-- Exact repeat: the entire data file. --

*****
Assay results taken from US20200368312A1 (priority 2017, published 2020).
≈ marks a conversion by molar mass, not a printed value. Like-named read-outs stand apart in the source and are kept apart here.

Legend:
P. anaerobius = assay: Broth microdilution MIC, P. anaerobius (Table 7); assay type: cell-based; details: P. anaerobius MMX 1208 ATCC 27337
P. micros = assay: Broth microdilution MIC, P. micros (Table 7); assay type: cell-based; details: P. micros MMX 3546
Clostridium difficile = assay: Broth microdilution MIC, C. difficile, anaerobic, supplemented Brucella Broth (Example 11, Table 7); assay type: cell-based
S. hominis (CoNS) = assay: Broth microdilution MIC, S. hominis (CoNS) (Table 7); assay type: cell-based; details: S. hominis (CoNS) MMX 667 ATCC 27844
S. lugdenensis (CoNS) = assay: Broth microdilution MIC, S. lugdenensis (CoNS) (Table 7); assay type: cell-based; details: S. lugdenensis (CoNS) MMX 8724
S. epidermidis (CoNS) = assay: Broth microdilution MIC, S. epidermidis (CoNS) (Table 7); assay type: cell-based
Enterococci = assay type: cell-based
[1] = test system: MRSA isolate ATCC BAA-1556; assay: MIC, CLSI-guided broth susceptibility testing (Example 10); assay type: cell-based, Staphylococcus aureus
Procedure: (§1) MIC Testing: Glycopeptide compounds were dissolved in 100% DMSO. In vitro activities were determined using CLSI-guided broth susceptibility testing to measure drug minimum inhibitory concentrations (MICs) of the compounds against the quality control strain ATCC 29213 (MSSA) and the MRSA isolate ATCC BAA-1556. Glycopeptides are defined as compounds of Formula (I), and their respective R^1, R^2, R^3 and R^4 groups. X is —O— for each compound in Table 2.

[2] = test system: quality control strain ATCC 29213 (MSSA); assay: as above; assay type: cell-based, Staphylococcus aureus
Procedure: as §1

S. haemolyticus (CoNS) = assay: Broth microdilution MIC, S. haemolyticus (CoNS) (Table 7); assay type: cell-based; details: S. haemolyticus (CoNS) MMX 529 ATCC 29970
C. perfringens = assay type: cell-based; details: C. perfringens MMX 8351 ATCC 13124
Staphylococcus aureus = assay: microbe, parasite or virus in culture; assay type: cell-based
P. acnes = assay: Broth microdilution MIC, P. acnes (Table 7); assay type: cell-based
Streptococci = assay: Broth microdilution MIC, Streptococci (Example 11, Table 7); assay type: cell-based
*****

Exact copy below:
Assay results taken from US20200368312A1 (priority 2017, published 2020).
≈ marks a conversion by molar mass, not a printed value. Like-named read-outs stand apart in the source and are kept apart here.

Legend:
P. anaerobius = assay: Broth microdilution MIC, P. anaerobius (Table 7); assay type: cell-based; details: P. anaerobius MMX 1208 ATCC 27337
P. micros = assay: Broth microdilution MIC, P. micros (Table 7); assay type: cell-based; details: P. micros MMX 3546
Clostridium difficile = assay: Broth microdilution MIC, C. difficile, anaerobic, supplemented Brucella Broth (Example 11, Table 7); assay type: cell-based
S. hominis (CoNS) = assay: Broth microdilution MIC, S. hominis (CoNS) (Table 7); assay type: cell-based; details: S. hominis (CoNS) MMX 667 ATCC 27844
S. lugdenensis (CoNS) = assay: Broth microdilution MIC, S. lugdenensis (CoNS) (Table 7); assay type: cell-based; details: S. lugdenensis (CoNS) MMX 8724
S. epidermidis (CoNS) = assay: Broth microdilution MIC, S. epidermidis (CoNS) (Table 7); assay type: cell-based
Enterococci = assay type: cell-based
[1] = test system: MRSA isolate ATCC BAA-1556; assay: MIC, CLSI-guided broth susceptibility testing (Example 10); assay type: cell-based, Staphylococcus aureus
Procedure: (§1) MIC Testing: Glycopeptide compounds were dissolved in 100% DMSO. In vitro activities were determined using CLSI-guided broth susceptibility testing to measure drug minimum inhibitory concentrations (MICs) of the compounds against the quality control strain ATCC 29213 (MSSA) and the MRSA isolate ATCC BAA-1556. Glycopeptides are defined as compounds of Formula (I), and their respective R^1, R^2, R^3 and R^4 groups. X is —O— for each compound in Table 2.

[2] = test system: quality control strain ATCC 29213 (MSSA); assay: as above; assay type: cell-based, Staphylococcus aureus
Procedure: as §1

S. haemolyticus (CoNS) = assay: Broth microdilution MIC, S. haemolyticus (CoNS) (Table 7); assay type: cell-based; details: S. haemolyticus (CoNS) MMX 529 ATCC 29970
C. perfringens = assay type: cell-based; details: C. perfringens MMX 8351 ATCC 13124
Staphylococcus aureus = assay: microbe, parasite or virus in culture; assay type: cell-based
P. acnes = assay: Broth microdilution MIC, P. acnes (Table 7); assay type: cell-based
Streptococci = assay: Broth microdilution MIC, Streptococci (Example 11, Table 7); assay type: cell-based